a) Gastritis and Pancreatitis

Gastric happens when Yogi doesn't eat his food or he eats something from the floor that is not clean. We have to make sure Yogi eats on time don't let him eat anything from the floor or introduce any foreign food besides his diet.

Dute to his pancreatitis, the vet has advised that Yogi is fed small meals very frequently, and that the food is easily digestible and low in fat. Before the onset of pancreatitis, Yogi was given 3 meals a day. Now that he has pancreatitis, he is given 5 meals a day, and we are advised to maintain as such.

He dislikes drinking water, but the vet has recommended a minimum intake of 300ml per day due to his pancreatitis.

Yogi is a very picky eater and gets bored with his meals very quickly. In fact, he is picky to the point where he develops gastric attacks and wind, yet still refuses to eat and we have to take him to the vet to address his gastric problems. This has always been a problem, and we have had to force feed him in the past in order to avoid him getting gastric. However, Yogi seems to have no problem with the current diet and finished his food fast.

We give him gastric pills (put inside the food) twice a day with meals (during 12pm and 12am meal). Yogi rarely suffers from gastritis ever since he was given these pills daily.

1)  If you see Yogi not eating, vomiting more than twice on the same day and not playful, these are signs that Yogi is not well.

2) Bring Yogi only to his regular vet Dr. Prem. Give Dr. Prem a call before going to see him. He is very familiar with Yogi's health/medical history.

3) Dr Prem will usually check Yogi’s temperature, heartbeat, mouth cavity, lower part of the abdomen, and if necessary an ultrasound or a blood test is recommended.  Yogi has been given anti-gastric injection before as well.

4) From the blood test, if the level of Amylase is much higher than normal, Yogi will have to be put on drip or feed him a lot of liquid. Feeding him a lot of water is better than for Yogi to be on drip and had to be admitted to the pet hospital.  

While Yogi is under treatment for pancreatitis, he should be fed plain porridge with a little bit of very well-cooked chicken bits (to encourage his appetite) and he should not be playing with any of the mumus. 

More info:


b) Diarrhoea

Yogi used to have diarrhoea problems in the past but now it is under control.  He still gets it sometimes. The key is to check on his stool daily for irregular texture/ colour.  Loose, liquid, or frequent stools are the most common symptoms of diarrhoea in mumus.

Other signs include flatulence blood or mucus in stool, changes in volume of stool and straining to defecate. It is always good to take sample of poo with you when you go see vet with mumu.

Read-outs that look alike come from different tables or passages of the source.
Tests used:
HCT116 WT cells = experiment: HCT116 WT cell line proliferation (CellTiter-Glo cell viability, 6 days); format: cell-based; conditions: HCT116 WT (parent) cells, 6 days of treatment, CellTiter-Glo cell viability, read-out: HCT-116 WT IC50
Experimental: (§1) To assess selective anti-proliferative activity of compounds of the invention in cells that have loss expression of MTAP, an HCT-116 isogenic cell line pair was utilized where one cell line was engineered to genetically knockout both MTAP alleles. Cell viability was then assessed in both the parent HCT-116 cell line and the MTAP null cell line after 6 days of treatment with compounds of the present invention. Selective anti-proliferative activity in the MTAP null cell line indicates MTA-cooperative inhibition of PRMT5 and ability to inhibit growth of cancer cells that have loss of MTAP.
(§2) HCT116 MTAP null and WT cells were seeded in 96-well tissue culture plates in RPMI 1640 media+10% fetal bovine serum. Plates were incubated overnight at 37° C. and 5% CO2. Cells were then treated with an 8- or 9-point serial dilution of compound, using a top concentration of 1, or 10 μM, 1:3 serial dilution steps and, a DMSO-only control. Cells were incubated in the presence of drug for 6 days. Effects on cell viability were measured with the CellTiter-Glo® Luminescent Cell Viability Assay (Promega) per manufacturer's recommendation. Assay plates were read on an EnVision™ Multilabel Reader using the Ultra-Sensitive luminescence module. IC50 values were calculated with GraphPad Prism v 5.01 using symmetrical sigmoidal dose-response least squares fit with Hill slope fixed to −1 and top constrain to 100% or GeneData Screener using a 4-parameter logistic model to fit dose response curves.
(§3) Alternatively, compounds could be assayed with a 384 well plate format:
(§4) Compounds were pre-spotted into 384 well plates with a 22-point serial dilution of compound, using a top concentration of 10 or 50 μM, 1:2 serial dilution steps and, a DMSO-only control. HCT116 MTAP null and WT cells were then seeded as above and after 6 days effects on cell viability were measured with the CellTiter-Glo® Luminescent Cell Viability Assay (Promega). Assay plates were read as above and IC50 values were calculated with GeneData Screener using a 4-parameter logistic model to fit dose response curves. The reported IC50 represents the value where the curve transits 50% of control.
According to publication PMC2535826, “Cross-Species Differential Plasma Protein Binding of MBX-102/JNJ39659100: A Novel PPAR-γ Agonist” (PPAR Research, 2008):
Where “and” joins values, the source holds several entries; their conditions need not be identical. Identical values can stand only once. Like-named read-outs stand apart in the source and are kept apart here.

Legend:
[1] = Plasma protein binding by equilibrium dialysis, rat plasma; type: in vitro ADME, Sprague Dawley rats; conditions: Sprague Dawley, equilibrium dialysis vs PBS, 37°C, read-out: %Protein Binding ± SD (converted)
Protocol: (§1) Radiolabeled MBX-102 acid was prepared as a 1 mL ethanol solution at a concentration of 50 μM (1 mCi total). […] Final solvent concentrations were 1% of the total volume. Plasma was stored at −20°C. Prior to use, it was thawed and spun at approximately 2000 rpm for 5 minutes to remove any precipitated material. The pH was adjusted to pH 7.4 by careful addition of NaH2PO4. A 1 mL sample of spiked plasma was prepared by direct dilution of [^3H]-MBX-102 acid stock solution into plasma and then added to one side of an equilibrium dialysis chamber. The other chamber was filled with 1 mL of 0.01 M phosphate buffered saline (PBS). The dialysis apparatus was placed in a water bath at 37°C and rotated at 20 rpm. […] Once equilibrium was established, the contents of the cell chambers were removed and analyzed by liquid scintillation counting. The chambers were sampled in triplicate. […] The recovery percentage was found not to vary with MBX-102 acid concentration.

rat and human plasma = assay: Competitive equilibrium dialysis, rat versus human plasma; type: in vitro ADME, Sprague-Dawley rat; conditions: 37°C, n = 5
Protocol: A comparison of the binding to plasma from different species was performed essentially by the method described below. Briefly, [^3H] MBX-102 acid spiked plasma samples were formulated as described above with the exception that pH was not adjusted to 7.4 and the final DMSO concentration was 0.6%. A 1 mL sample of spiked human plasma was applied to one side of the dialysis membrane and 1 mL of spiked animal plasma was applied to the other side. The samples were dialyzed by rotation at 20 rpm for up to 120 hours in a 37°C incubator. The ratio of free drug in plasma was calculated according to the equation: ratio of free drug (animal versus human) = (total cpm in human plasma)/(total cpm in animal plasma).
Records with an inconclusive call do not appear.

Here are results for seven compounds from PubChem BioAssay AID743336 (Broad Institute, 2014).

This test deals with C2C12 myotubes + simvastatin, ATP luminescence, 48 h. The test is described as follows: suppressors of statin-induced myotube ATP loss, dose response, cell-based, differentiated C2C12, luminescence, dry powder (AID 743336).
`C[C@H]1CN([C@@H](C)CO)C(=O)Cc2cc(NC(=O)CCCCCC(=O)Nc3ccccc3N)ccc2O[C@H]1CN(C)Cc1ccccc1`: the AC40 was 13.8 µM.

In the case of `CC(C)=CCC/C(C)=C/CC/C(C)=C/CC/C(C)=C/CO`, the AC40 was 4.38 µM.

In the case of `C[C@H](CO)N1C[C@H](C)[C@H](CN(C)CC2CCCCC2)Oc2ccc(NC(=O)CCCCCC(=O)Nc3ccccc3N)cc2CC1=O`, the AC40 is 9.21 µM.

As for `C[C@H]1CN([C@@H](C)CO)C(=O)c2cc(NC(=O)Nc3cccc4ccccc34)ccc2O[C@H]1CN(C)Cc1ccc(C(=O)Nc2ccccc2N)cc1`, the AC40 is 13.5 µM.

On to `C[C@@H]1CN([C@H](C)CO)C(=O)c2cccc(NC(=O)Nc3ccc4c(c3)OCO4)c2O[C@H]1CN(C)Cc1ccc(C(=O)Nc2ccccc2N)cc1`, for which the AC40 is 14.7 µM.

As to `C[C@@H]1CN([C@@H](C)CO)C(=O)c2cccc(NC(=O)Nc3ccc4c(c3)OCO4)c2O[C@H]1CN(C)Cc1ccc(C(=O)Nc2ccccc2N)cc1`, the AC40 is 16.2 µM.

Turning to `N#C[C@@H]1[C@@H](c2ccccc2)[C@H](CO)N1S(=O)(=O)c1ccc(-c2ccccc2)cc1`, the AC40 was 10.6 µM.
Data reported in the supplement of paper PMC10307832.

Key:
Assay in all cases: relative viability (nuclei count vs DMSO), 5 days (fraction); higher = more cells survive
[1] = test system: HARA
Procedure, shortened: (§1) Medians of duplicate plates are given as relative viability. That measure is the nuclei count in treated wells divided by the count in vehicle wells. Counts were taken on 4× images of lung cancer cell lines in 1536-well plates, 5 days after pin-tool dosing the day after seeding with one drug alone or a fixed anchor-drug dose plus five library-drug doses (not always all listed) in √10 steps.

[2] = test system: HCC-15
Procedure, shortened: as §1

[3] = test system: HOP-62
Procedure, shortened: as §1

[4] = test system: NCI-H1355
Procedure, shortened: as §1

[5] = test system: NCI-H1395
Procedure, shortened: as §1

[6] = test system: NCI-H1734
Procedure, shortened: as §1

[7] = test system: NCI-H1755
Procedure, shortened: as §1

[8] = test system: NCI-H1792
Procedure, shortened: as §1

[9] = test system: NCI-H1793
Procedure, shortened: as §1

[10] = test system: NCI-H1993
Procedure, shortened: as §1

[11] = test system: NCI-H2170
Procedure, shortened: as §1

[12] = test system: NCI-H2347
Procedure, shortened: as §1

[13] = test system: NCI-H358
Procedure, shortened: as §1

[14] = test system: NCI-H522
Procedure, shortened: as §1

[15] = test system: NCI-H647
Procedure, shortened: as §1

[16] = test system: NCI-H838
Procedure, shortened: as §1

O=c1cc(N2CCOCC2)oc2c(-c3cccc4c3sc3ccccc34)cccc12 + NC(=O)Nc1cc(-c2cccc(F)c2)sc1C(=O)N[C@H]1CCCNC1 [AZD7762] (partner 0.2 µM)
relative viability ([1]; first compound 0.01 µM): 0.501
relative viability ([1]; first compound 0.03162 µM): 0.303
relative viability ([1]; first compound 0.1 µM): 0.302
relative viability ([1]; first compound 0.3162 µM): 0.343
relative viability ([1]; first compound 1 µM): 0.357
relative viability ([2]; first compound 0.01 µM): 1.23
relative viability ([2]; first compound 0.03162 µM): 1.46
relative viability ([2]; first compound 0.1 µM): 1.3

When this happens, Yogi should be given soft food, lots of water, and take the medicine recommended by the vet.


c) Skin problem

Yogi has a history of skin problems, such as losing hair and a lot of pimples.

When Yogi has a lot of pimples on his body,  we use Malaseb medicated shampoo when we bathe Yogi (once a week). If condition doesn’t improve in the next few days after using Malaseb, we should continue using Malaseb for the next few weeks/ bathing sessions. If pimple problem still continues after 3 weeks of showering with Malaseb, we have to bring Yogi to the vet.

Must be very careful to not apply shampoo near his eyes and mouth area.  As Malaseb is a strong medicated shampoo, use only one table spoon when bathing him. 

d) Yogi’s Paw
Yogi's paws are very sensitive to the any types floor cleaning detergent and dirty floor.

If Yogi’s is seen licking his paws continuously, we should clean his paw with warm water mixed with salt. Soak his paws for 5 minutes and dry it well.

If he still continues to bite, we need to put an e-collar (picture below) so that he can’t reach or continue licking. 

e) Callous Growth

Yogi has a callus growth on his paws and it has to be trimmed/ filed regularly. In this video, KB explains the background and how to do it.

Yogi has been brought for acupuncture sessions with 2 practitioners before. Dr Susanna and later Oran Kivity of Meridians. The treatment with the first doctor was to help improve Yogi's weak chi and 'blood'. Yogi's fur was sparse and skin was thin. Yogi was sent for treatment with Oran as his body was constantly hot. It helped Yogi very much because he was less aggressive, has better appetite and his body temperature is back to normal after the treatment.

Oser is spayed hence she doesn't have the complicated problems that comes with mating season and menstrual. However since she is a female, the 3 males will still try to mount her and this causes her to react back in aggression. She had an episode of diarrhoea/ food poisoning once, but after treatment, it never came back.

Dharma is strong and healthy. However, because he is very heavy set, his diet needs to be monitored carefully so that we do not overfeed him. We have to monitor his weight as he is fat now and is still growing.

Zamkar does not have any medical problem.

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